Chopping Quotes (displaying: 1 - 21 of 21 quotes )
It's a funny thing about bogs. You can fill them with rocks and sand and old logs and make a little fenced-in yard on top with a woodpile and chopping block - but bogs go right on behaving like bogs. Early in the spring they breathe ice and make their own mist, in remembrance of the time when they had black water and their own sedge blossoming untouched.
After dinner the babies get fussy and Min puts a mush of ice cream and Hershey's syrup in their bottles and we watch The Worst That Could Happen, a half-hour of computer simulations of tragedies that have never actually occurred but theoretically could. A kid gets hit by a train and flies into a zoo, where he's eaten by wolves. A man cuts his hand off chopping wood and while wandering around screaming for help is picked up by a tornado and dropped on a preschool during recess and lands on a pregnant teacher. ("Sea Oak")
Ten little Indian boys went out to dine; One choked his little self and then there were nine. Nine little Indian boys sat up very late; One overslept himself and then there were eight. Eight little Indian boys travelling in Devon; One said he'd stay there and then there were seven. Seven little Indian boys chopping up sticks; One chopped himself in halves and then there were six. Six little Indian boys playing with a hive; A bumblebee stung one and then there were five. Five little Indian boys going in for law; One got in Chancery and then there were four. Four little Indian boys going out to sea; A red herring swallowed one and then there were three. Three little Indian boys walking in the Zoo; A big bear hugged one and then there were two. Two little Indian boys sitting in the sun; One got frizzled up and then there was one. One little Indian boy left all alone; He went and hanged himself and then there were none.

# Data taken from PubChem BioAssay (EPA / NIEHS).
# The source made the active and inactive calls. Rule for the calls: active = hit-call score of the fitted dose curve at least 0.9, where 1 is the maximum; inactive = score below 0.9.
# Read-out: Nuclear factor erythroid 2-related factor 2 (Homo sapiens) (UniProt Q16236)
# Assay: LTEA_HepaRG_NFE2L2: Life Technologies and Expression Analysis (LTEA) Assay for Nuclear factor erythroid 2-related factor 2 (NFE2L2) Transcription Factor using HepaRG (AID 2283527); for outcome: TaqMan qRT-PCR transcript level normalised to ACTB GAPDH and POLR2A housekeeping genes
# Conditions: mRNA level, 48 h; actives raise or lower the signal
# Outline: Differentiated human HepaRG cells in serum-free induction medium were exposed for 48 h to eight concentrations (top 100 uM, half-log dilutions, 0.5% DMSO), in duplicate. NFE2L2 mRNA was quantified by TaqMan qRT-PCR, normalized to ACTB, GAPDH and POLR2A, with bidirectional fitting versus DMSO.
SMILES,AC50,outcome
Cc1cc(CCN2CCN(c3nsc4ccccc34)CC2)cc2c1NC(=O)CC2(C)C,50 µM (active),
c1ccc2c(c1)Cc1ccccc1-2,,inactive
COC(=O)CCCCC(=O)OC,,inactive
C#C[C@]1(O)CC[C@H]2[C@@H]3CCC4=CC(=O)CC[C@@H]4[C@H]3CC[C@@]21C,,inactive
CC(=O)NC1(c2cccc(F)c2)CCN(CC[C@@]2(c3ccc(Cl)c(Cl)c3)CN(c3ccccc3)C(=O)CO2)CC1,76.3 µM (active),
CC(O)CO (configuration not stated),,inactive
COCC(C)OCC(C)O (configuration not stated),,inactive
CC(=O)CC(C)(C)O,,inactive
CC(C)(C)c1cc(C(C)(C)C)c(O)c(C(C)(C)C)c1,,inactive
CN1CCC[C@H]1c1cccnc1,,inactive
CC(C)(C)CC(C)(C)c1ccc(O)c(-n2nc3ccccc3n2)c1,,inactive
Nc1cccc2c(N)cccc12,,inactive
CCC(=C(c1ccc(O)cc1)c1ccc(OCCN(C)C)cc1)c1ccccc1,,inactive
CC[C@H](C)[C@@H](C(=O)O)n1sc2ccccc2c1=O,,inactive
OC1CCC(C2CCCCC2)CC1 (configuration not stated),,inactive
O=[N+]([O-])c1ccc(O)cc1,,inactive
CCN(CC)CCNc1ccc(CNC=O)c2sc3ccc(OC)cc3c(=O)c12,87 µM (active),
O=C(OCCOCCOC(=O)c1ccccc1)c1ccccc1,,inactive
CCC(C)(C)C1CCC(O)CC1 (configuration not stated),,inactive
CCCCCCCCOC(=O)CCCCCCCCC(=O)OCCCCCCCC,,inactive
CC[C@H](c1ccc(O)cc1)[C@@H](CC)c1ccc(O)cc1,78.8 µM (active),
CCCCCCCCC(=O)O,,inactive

You shall see rude and sturdy, experienced and wise men, keeping their castles, or teaming up their summer’s wood, or chopping alone in the woods, men fuller of talk and rare adventure in the sun and wind and rain, than a chestnut is of meat; who were out not only in ‘75 and 1812, but have been out every day of their lives; greater men than Homer, or Chaucer, or Shakespeare, only they never got time to say so; they never took to the way of writing. Look at their fields, and imagine what they might write, if ever they should put pen to paper. Or what have they not written on the face of the earth already, clearing, and burning, and scratching, and harrowing, and plowing, and subsoiling, in and in, and out and out, and over and over, again and again, erasing what they had already written for want of parchment.
We are like tenant farmers chopping down the fence around our house for fuel when we should be using Nature’s inexhaustible sources of energy--sun, wind and tide. I’d put my money on the sun and solar energy. What a source of power! I hope we don’t have to wait until oil and coal run out before we tackle that.